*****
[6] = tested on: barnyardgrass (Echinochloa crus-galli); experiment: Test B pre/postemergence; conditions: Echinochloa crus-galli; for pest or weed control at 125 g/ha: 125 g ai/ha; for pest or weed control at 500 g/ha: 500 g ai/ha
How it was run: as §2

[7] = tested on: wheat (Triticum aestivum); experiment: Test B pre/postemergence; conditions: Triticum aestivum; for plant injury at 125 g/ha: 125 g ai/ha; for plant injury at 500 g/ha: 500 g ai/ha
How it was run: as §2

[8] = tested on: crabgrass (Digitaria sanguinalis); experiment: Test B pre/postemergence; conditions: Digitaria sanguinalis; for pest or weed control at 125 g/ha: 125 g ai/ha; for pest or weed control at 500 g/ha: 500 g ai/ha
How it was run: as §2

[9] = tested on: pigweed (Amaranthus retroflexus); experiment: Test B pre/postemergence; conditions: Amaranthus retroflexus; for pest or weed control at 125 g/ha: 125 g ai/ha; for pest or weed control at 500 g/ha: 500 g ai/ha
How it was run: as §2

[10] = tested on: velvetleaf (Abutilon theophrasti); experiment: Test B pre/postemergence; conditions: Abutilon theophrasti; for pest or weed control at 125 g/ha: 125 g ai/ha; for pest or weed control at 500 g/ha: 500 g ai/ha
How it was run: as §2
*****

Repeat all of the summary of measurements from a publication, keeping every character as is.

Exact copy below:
[6] = tested on: barnyardgrass (Echinochloa crus-galli); experiment: Test B pre/postemergence; conditions: Echinochloa crus-galli; for pest or weed control at 125 g/ha: 125 g ai/ha; for pest or weed control at 500 g/ha: 500 g ai/ha
How it was run: as §2

[7] = tested on: wheat (Triticum aestivum); experiment: Test B pre/postemergence; conditions: Triticum aestivum; for plant injury at 125 g/ha: 125 g ai/ha; for plant injury at 500 g/ha: 500 g ai/ha
How it was run: as §2

[8] = tested on: crabgrass (Digitaria sanguinalis); experiment: Test B pre/postemergence; conditions: Digitaria sanguinalis; for pest or weed control at 125 g/ha: 125 g ai/ha; for pest or weed control at 500 g/ha: 500 g ai/ha
How it was run: as §2

[9] = tested on: pigweed (Amaranthus retroflexus); experiment: Test B pre/postemergence; conditions: Amaranthus retroflexus; for pest or weed control at 125 g/ha: 125 g ai/ha; for pest or weed control at 500 g/ha: 500 g ai/ha
How it was run: as §2

[10] = tested on: velvetleaf (Abutilon theophrasti); experiment: Test B pre/postemergence; conditions: Abutilon theophrasti; for pest or weed control at 125 g/ha: 125 g ai/ha; for pest or weed control at 500 g/ha: 500 g ai/ha
How it was run: as §2